From broken neck to breaking records for Vogel
published : 10 Jul 2012 at 02:48
Without a cycling helmet, she would probably have been killed. Three years after surviving an horrific accident, German cyclist Kristina Vogel will arrive at the Olympics as the world team sprint champion and record holder.
German track cyclist Kristina Vogel, pictured in May 2012, poses for a portrait at a cycling track in Erfurt, eastern Germany. Three years after surviving an horrific accident, Vogel will arrive at the London Olympic Games 2012 as the world team sprint champion and record holder.
Her Melbourne world championship triumph was the 21-year-old's first taste of glory on the world stage and she will be battling alongside Britain's Victoria Pendleton and Australia's Anna Meares for Olympic sprint gold medal in London.
It is all a far cry from April 20, 2009, when she collided with a minibus while riding her bike near her home in Erfurt.
"A minibus took the right of way and I flew through the windscreen," Vogel, who was 18 at the time, told AFP.
"I am lucky I am not quadriplegic since I broke the fifth vertebrate in my neck on both sides.
"I also broke my cheekbone, bones in my hand, sustained a lot of deep cuts, especially in the face and lost six teeth in my lower jaw. I was in an artificial coma for two days, spent four weeks in hospital and was strapped to the bed for two and a half of them when I could only lie flat.
"It took three months of rehab and I was off my bike for four months in total.
"But it wasn't hard for me to get back in the saddle. I couldn't talk at the time, so I wrote on a piece of paper that my goal was to race at the world championships the following March.
"That was my motivation and challenge."
Back then, the plucky teenager fulfilled the promise to herself and finished fifth in the individual sprint at the 2010 World Championships in Copenhagen and along with partner Miriam Welte came sixth in the team sprint.
Vogel won the bronze in the keirin at the 2012 championships in Melbourne in April, but it was alongside Welte in the team sprint where the pair shone.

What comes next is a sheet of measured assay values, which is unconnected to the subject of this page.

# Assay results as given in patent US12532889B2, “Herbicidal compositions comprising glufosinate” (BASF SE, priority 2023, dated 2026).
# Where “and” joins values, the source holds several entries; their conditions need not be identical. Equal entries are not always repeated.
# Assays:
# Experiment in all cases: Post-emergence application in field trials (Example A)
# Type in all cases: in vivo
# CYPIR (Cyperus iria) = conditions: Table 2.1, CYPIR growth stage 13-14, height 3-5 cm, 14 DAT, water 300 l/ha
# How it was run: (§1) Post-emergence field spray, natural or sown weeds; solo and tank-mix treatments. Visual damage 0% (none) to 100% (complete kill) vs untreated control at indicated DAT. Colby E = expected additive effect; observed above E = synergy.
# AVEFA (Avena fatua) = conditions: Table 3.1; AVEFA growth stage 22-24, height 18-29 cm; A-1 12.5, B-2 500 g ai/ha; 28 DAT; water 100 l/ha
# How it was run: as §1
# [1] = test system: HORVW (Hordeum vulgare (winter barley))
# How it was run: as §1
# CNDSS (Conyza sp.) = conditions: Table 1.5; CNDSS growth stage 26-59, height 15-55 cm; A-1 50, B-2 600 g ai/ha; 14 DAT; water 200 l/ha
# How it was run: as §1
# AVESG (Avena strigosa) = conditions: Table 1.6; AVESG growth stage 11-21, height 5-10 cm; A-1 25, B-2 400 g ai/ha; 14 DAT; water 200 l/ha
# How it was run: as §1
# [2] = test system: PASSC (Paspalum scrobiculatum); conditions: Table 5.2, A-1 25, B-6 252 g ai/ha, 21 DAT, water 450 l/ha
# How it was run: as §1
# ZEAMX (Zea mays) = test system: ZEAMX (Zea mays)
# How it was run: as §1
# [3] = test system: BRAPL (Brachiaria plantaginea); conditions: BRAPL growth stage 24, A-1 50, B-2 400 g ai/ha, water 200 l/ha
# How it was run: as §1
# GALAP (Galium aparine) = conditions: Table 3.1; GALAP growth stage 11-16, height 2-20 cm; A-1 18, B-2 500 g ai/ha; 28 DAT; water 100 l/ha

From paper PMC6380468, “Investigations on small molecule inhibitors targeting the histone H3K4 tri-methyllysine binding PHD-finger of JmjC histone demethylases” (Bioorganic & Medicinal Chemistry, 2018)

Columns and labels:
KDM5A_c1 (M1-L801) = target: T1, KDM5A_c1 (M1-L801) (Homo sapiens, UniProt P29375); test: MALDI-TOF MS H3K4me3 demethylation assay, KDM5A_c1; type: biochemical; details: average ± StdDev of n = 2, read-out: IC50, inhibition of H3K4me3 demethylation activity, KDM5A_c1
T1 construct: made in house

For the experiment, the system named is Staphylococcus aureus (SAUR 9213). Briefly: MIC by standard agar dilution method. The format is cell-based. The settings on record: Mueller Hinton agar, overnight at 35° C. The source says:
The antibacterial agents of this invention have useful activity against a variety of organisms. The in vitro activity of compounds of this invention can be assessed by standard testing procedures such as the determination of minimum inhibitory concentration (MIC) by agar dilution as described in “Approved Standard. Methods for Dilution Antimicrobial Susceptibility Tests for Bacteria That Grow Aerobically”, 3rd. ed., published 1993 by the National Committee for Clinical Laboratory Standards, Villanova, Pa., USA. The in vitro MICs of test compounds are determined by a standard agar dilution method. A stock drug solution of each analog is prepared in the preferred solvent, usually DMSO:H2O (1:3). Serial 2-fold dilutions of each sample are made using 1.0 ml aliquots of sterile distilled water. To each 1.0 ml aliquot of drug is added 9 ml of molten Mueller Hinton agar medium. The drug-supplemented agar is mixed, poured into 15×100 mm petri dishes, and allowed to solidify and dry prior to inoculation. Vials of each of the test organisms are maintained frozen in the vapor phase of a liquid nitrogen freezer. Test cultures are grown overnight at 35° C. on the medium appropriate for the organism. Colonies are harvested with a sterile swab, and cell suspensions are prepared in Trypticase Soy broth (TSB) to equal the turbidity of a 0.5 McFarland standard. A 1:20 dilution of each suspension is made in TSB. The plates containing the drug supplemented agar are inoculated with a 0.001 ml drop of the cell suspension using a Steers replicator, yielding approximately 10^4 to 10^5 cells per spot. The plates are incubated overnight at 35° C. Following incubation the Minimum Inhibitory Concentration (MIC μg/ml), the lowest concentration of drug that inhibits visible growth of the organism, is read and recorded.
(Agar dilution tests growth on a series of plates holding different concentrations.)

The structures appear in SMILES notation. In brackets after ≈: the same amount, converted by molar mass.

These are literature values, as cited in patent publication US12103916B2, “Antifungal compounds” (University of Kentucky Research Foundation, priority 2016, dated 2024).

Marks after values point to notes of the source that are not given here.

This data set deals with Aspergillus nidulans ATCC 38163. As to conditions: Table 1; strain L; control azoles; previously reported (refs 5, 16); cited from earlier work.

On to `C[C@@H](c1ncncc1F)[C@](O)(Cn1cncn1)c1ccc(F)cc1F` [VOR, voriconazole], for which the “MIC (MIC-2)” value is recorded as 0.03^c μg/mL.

Having set a new world record in qualifying, they lowered their own mark in the final to claim gold in 32.549secs, beating home favourites Kaarle McCulloch and Anna Meares of Australia in the process.
"The title was a surprise for us," admitted Vogel.
"It has given us a lot of confidence, the world championships have shown Miriam and I that we are up there and it is a good base, especially remembering what it was like to stand on the podium."
Looking ahead to London, Vogel, a part-time police officer, said she expects the British cyclists to be very strong, especially motivated by their home crowd and an impressive haul of six gold medals from Melbourne.
"Next to the Chinese and Australians, the British are amongst the favourites for the medals," she said.
"We tend to be outsiders, so with a bit of luck we can hope to reach the small final (for the bronze medal).
"It will be a very difficult competition and it will come down to form on the day.
"The hall will be shaking with the noise and I doubt we will be able to hear our own words.
"That will mean a lot of pressure for us, but I will use that shaking hall as motivation."
Vogel said Britain's world sprint champion Victoria Pendleton and Australia's Meares, the world 500m time-trial champion, are names to watch for.
"Those to watch out for and the ones to count on are Pendleton, Meares, China's Shuang Guo and Lithuania's Simona Krupeckaite," said Vogel.
"Although I think the sprint gold medal will be played out between Meares and Pendleton."